“We are building the full-scale aircraft as fast as we can,” Bar-Yohay said. “We expect to test the drive-train by the end of the summer and the integrated system—batteries, motors and controllers with the fly-by-wire flight controls—within 2018. Flight test will be in late in 2018 or early 2019.” 

(Graham Warwick - Aviation Week / ATWOnline News)

Emirates to restore A380 service to Houston

Emirates Airline will resume its flagship Airbus A380 service between Houston, Texas, and Dubai from June 1, after the rise in oil prices improved the route’s viability.

The move is one part of a raft of recent adjustments by the Dubai-based carrier to its US services.

The airline is launching a nonstop Dubai-New York Newark service from June 1 and plans to resume daily services to Fort Lauderdale and Orlando, Florida, from March 25.

Houston has been part of Emirates’ route network since December 2007, but the A380 that was brought onto the service in December 2014 was replaced with a Boeing 777-300ER in July 2016, when the global oil price was slumping.

International services to Houston, one of the world’s centers for the oil industry, are susceptible to lower oil prices, which tend to produce lower activity in the hydrocarbon sector. This is reflected in less international travel between the Texan city and oil-producing areas such as the Middle East and nations surrounding the North Sea.

With the energy sector recovering, Emirates has decided to reinstate the A380, in line with commercial demand.

The Emirates A380 on the Houston route will offer 516 seats: 14 private suites in first class, 76 flatbed seats in business class and 426 in economy. This gives more than 160 extra seats compared to the Boeing 777-300ER.

Emirates currently serves 12 points in the US. Given the long-running discontent among some US majors over unfair competition by Emirates, Etihad Airways and Qatar Airways—which all three carriers deny—Emirates stressed as it announced the return of the A380 that of the 80-plus destinations on its Middle East, Africa, and Asia Pacific network, 67 are not directly served by any US carrier.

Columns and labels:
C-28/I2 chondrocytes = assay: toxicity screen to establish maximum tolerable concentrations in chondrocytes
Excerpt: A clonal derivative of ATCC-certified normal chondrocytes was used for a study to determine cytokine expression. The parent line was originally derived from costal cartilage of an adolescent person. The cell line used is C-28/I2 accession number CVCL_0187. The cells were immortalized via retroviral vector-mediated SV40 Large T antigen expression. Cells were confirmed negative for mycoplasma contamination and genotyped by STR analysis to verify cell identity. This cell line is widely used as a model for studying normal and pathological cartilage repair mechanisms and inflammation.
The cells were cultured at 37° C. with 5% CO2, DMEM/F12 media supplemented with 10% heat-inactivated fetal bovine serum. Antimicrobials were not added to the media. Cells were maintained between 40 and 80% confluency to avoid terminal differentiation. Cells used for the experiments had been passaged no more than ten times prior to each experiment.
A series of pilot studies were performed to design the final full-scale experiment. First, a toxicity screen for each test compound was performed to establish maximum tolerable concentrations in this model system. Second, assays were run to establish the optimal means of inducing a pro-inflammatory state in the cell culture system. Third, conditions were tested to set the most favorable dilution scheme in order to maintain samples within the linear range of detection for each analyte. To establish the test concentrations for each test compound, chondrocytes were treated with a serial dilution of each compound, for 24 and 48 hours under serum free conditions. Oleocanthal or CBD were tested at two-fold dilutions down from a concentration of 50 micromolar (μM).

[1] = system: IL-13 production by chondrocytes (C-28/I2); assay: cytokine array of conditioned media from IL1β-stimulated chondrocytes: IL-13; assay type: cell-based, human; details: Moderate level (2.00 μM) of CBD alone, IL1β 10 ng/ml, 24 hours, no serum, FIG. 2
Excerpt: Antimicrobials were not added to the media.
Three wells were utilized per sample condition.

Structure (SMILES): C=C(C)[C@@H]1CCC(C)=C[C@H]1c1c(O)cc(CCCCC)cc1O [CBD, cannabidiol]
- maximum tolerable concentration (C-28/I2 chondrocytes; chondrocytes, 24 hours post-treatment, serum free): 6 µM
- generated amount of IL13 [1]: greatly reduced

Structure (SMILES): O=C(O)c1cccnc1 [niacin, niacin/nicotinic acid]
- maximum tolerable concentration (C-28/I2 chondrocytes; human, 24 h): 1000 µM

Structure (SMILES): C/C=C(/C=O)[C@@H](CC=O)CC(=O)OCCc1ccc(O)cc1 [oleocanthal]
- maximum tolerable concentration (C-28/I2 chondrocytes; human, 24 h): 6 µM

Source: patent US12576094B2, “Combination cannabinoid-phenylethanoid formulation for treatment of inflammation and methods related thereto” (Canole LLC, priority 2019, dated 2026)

(Alan Dron - ATWOnline News)

Thursday, February 22, 2018

Boeing's 737 MAX 9 Wins FAA Certification, but It's Already Dead in the Water

Boeing's 737 MAX 9 was certified by the FAA last week.

Boeing's 737 MAX 9 -- the second variant of its upgraded 737 MAX family of single-aisle planes -- is finally ready for action. Last Friday, the aerospace giant announced that the FAA had issued an amended type certificate for the MAX 9. This will allow Boeing to begin deliveries to customers, including rapidly rising Southeast Asian carrier Lion Air and United Continental.

However, the 737 MAX 9 hasn't sold very well. Further, Boeing launched a slightly larger model last year (the 737 MAX 10) to better compete with the Airbus A321neo. The 737 MAX 9 now fills a tiny niche between the 737 MAX 8 and 737 MAX 10, which will make it very difficult to gain additional orders.

Boeing's 737 mistake

Boeing's outgoing generation of 737 jets came in four basic sizes: the 737-600, 737-700, 737-800, and 737-900. The smallest model (the -600) sold very poorly, with fewer than 100 orders. By contrast, the 737-800 and its variants accounted for more than 5,000 orders -- roughly three-quarters of the total. The 737-700 and 737-900 size classes both sold in respectable numbers as well, with more than 1,200 orders for the former (including business jets) and nearly 600 orders for the latter.

Not surprisingly, when Boeing designed an upgrade program for the 737, it dropped the smallest model. However, it left the other three model sizes unchanged, which proved to be a mistake.